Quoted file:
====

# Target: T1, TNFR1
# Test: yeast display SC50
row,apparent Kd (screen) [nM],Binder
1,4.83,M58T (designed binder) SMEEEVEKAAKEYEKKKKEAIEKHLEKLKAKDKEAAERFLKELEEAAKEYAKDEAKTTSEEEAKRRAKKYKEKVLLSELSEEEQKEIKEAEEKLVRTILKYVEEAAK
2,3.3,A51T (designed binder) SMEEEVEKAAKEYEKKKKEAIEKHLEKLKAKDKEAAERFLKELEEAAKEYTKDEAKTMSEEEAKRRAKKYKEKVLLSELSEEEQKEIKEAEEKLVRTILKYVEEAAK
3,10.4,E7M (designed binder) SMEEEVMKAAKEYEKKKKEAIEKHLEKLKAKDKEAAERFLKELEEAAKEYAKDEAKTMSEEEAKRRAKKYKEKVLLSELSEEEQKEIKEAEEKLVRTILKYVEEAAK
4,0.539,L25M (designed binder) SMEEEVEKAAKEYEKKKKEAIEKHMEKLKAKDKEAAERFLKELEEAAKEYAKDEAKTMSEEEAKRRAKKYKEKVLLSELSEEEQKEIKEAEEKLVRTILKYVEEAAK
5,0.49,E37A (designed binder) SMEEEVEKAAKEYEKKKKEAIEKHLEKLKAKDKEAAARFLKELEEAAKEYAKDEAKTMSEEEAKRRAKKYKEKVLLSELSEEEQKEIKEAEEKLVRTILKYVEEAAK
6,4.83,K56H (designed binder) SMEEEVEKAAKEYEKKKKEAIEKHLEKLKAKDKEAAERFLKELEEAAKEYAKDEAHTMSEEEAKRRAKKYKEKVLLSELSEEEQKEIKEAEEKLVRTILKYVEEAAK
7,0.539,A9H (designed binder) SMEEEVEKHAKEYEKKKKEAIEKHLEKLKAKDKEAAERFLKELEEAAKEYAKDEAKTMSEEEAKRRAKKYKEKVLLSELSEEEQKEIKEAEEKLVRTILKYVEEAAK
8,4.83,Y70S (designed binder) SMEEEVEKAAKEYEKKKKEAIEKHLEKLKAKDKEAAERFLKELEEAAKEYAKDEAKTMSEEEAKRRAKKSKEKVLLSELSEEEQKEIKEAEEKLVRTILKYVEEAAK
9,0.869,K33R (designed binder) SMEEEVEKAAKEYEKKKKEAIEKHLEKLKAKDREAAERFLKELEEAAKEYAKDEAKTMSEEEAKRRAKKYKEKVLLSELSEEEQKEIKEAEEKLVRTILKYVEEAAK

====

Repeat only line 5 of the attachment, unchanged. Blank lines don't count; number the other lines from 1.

2,3.3,A51T (designed binder) SMEEEVEKAAKEYEKKKKEAIEKHLEKLKAKDKEAAERFLKELEEAAKEYTKDEAKTMSEEEAKRRAKKYKEKVLLSELSEEEQKEIKEAEEKLVRTILKYVEEAAK